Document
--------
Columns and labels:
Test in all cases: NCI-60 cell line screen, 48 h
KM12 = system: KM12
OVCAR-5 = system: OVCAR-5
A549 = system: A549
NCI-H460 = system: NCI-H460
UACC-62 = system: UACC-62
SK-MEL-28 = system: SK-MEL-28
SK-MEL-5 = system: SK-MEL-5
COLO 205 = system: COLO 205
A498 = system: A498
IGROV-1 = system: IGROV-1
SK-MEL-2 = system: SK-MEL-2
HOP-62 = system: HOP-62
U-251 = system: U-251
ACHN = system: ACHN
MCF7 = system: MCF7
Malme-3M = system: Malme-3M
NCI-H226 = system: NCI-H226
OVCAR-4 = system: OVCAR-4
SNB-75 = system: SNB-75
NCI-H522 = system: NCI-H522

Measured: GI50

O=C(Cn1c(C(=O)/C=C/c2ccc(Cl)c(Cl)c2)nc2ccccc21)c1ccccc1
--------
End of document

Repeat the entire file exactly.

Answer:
Columns and labels:
Test in all cases: NCI-60 cell line screen, 48 h
KM12 = system: KM12
OVCAR-5 = system: OVCAR-5
A549 = system: A549
NCI-H460 = system: NCI-H460
UACC-62 = system: UACC-62
SK-MEL-28 = system: SK-MEL-28
SK-MEL-5 = system: SK-MEL-5
COLO 205 = system: COLO 205
A498 = system: A498
IGROV-1 = system: IGROV-1
SK-MEL-2 = system: SK-MEL-2
HOP-62 = system: HOP-62
U-251 = system: U-251
ACHN = system: ACHN
MCF7 = system: MCF7
Malme-3M = system: Malme-3M
NCI-H226 = system: NCI-H226
OVCAR-4 = system: OVCAR-4
SNB-75 = system: SNB-75
NCI-H522 = system: NCI-H522

Measured: GI50

O=C(Cn1c(C(=O)/C=C/c2ccc(Cl)c(Cl)c2)nc2ccccc21)c1ccccc1